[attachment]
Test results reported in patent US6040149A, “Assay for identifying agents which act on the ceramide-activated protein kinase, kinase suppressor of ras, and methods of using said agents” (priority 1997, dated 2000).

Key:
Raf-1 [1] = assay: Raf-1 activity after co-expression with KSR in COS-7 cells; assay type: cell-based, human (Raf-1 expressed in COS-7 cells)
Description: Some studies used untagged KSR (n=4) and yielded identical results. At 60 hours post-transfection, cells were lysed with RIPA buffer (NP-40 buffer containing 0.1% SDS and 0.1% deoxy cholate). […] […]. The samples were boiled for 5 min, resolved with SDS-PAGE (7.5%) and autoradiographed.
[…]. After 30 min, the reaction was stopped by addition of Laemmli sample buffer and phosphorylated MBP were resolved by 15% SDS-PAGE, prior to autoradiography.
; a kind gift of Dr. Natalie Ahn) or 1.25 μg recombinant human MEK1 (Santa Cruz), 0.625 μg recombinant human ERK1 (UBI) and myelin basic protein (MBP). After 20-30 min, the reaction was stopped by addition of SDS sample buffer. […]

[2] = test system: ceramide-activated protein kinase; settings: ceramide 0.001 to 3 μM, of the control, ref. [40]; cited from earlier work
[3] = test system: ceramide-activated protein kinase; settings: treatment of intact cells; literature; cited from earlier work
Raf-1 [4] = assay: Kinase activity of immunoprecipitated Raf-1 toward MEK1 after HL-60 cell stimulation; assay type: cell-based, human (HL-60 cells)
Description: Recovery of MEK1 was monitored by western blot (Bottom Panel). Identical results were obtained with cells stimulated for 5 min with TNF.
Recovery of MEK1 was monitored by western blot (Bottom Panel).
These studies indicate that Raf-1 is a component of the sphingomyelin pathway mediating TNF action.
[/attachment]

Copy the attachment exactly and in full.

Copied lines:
Test results reported in patent US6040149A, “Assay for identifying agents which act on the ceramide-activated protein kinase, kinase suppressor of ras, and methods of using said agents” (priority 1997, dated 2000).

Key:
Raf-1 [1] = assay: Raf-1 activity after co-expression with KSR in COS-7 cells; assay type: cell-based, human (Raf-1 expressed in COS-7 cells)
Description: Some studies used untagged KSR (n=4) and yielded identical results. At 60 hours post-transfection, cells were lysed with RIPA buffer (NP-40 buffer containing 0.1% SDS and 0.1% deoxy cholate). […] […]. The samples were boiled for 5 min, resolved with SDS-PAGE (7.5%) and autoradiographed.
[…]. After 30 min, the reaction was stopped by addition of Laemmli sample buffer and phosphorylated MBP were resolved by 15% SDS-PAGE, prior to autoradiography.
; a kind gift of Dr. Natalie Ahn) or 1.25 μg recombinant human MEK1 (Santa Cruz), 0.625 μg recombinant human ERK1 (UBI) and myelin basic protein (MBP). After 20-30 min, the reaction was stopped by addition of SDS sample buffer. […]

[2] = test system: ceramide-activated protein kinase; settings: ceramide 0.001 to 3 μM, of the control, ref. [40]; cited from earlier work
[3] = test system: ceramide-activated protein kinase; settings: treatment of intact cells; literature; cited from earlier work
Raf-1 [4] = assay: Kinase activity of immunoprecipitated Raf-1 toward MEK1 after HL-60 cell stimulation; assay type: cell-based, human (HL-60 cells)
Description: Recovery of MEK1 was monitored by western blot (Bottom Panel). Identical results were obtained with cells stimulated for 5 min with TNF.
Recovery of MEK1 was monitored by western blot (Bottom Panel).
These studies indicate that Raf-1 is a component of the sphingomyelin pathway mediating TNF action.